Choibalsan and a "spa" visit
on Sarah in Mongolia (Mongolia), 09/Jul/2010 14:12, 34 days ago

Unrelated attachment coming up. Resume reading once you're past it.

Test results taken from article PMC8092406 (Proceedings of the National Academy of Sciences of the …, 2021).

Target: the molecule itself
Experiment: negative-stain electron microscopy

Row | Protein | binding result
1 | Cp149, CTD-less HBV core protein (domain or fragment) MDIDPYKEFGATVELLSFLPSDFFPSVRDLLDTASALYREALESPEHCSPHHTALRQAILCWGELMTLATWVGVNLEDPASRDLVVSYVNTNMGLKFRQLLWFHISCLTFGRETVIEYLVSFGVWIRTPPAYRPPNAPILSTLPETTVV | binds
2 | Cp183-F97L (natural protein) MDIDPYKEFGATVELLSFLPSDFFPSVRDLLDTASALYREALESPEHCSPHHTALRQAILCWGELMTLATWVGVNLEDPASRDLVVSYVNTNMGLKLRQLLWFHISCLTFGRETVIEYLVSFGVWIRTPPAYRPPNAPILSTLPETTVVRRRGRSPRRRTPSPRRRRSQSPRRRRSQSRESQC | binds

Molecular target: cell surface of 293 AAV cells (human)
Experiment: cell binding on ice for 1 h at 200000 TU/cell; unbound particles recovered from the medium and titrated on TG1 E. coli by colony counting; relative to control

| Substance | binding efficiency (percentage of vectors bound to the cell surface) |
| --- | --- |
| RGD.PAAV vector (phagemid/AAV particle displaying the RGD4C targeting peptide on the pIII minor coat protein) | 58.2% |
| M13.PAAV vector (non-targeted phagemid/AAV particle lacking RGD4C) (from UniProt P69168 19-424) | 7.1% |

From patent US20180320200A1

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Unfortunately my trip to the Gobi got cancelled due to extreme temperatures, so I reorganised and headed to Choibalsan to the volunteers stationed in Dornod. Dornod is a lovely place, typical flat Mongolian steppe, a very different type of scenery to the rest of Mongolia. They have good amenities and a lovely river, but it is 15 hours drive east of UB so not easy to get back in for visits.I stayed with another vol on her couch which was great. My first day there we got up at the crack of dawn (5.45) to go swimming in the river, which was so lovely and cool! I managed to get a few more hours sleep before I headed off to see some of the work the VSO vols have been doing up here. A young boy who had lost his leg due to cancer when he was 5 had been walking with an adult crutch and was told he couldn't have a prosthesis until he was 20! One of the vols in Dornod raised enough money to pay for him to get a prosthesis. He had just returned to Dornod and was walking around with a proper sized crutch. This is a huge benefit for this kid who is from a very poor family, and due to the discrimination against people with disabilities here in Mongolia he would never have been able to get a job. He will soon be able to walk without a stick and blend in with everyone else, play soccer and walk to school more comfortably.Then after a visit to the market, we headed to Anna Childrens home, a place set up by a local Mongolian for the kids who were on the street. There are 25 children living in the home between the ages of 6 and 18, and when they turn 18 they move into a transition flat. While they live at the home they grow vegetables in a garden the vols set up, and they learn sewing and computer skills. They have asked me if they could possibly get a book ger. The kids were absolutely adorable and it is a great place.The next day we had a slower start, thank goodness!! After a relaxed start E and I headed for a walk up to a russian pilots monument across the steppe. It was a beautiful walk out across the flat plains, through long grass, herds of cattle and horses and seeing lots of birds.I cooked dinner for the vols that evening who took such good care of me. Unfortunately E didn't have a corckscrew so it took us almost 45 minutes to get into the bottle of wine, so we really appreciated it afterwards. We discovered the next morning that we had left another bottle in the freezer and it had frozen and pushed the cork out - so obviously the way to open a bottle without a corkscrew!On Monday We went for a later swim at a much more reasonable 10am!! The river is the longest river in Mongolia and it was a little muddy and had a really strong current but it was cool and really refreshing!In the evening I was invited to one of the volunteers leaving do's out in the countryside at one of the communities she has been working with. They are homeless, live in a derelict building and are extremely poor. But they were so welcoming and they had cooked us a wonderful feast of Khorhog (Mongolian barbeque) which was absolutely delicious! It was a wonderful evening and we got to see the work the volunteers have been doing here planting vegetables to give them food to eat, and they are planning to build a kindergarten and to provide 10 gers to the families so they can have somewhere to live come winter time. We drove home in the dark which was absolutely crazy and we got completely lost in the middle of nowhere going along dirt tracks. It was madnesss! But we made it back to UB in one piece!!On Tuesday we started our trip back to UB via Dalad, a town near the Russian border in a landcruiser with 4 of us squished in the back seat. It took us 8 hours to drive there across the vast steppe where we saw loads of Eagles, white tailed gazzelles, cranes and all the other regular Mongolian animals. We passed a road that was set into the ground about half a foot, which Chingiss had built so he could protect his wife when she was travelling from the Chinese!! We then drove into Khentii where the landscape changed into hills, valleys and meadows full of wild flowers! It was beautiful! Unfortunately it was raining so the roads turned into slippy mud and we did a few 180 degree spins! Luckily the roads are pretty empty so we didn't hit anyone, or anything! We also passed the birthplace of Chinggis, so it was a very interesting drive!We stayed at a "spa" in Dalad. D and I had thought this would be a nice relaxing end to the trip. Unfortunately it was a Mongolian medical spa! So our first massage experience left us all with bruises!! But the view from the ger camp was absolutely stunning out over a lake surrounded by a pine forest which we walked through with horses all around. It was a beautiful place to relax.The next day we opted for the herbal bath (more like a puddle) and of course we were told to be there at 9, we arrived at 9.30 (allowing for Mongolian time) and we didn't get in the baths til 11!! Gotta love Mongolia. I then had a mud treatment which was basically an exfoliation, which left my skin very soft which was lovely.In the afternoon we went to the local Naadam. This is like a county show - they have wrestling, archery and horse racing where the riders are young children riding bareback with no helmets on!! It was a really fun afternoon watching everyone wearing their traditional clothes (these people are buriat so their clothing was differnt from that I have seen in UB) and participating in the games on the small stalls nearby. The female archers wore beautiful high heeled boots with their costume, but it seemed a little incongruous in the middle of a field!! There was such a relaxed and friendly atmosphere, it was a great relaxing afternoon.In the evening we went strawberry hunting. In the summer small wild strawberries grow in the forest and around our camp we found lots of little plants. They were really tasty and sweet and I am looking forward to finding some more on my next trip.On Thursday D and I got a ride with some locals back to UB in their little car. It was very kind of them to take us and they were lovely people. Of course the journey started with the obligatory farewells to family and friends, so we were picked up at 7 and didn't leave until 8. We also had to have vodka and milk tea at 7 am. It was not great way to start the journey.The scenery was stunning again through rolling hills and across the steppe. But I have no idea how we found our way as there are no signs in Mongolia, you just stop every so often at a ger when you lose your way and ask which one of the 4 dirt tracks heads off to where you want to go! We had to cross a big river at one stage and we crossed on the most rickety rope ferry I have ever seen. But we stopped afterwards for a coffee on the rivers edge and D and I decided to go for a swim! It was lovely and refreshing and beautiful clear water. Our driver and his wife then decided to go in as well. A really nice break in our journey.At one point we ended up in a massive puddle, under a bridge with around 100 horses surrounding us as we tried to drive through them. It was a real adventure!! Unfortunately I couldn't enjoy it that much as I got really really really car sick.It took us 12 hours to drive 515 km (280 on bad roads took 8 hours, and the last 235 took 4 hours). So travelling in Mongolia isn't easy! But is was a great adventure and I will really miss it when I come home.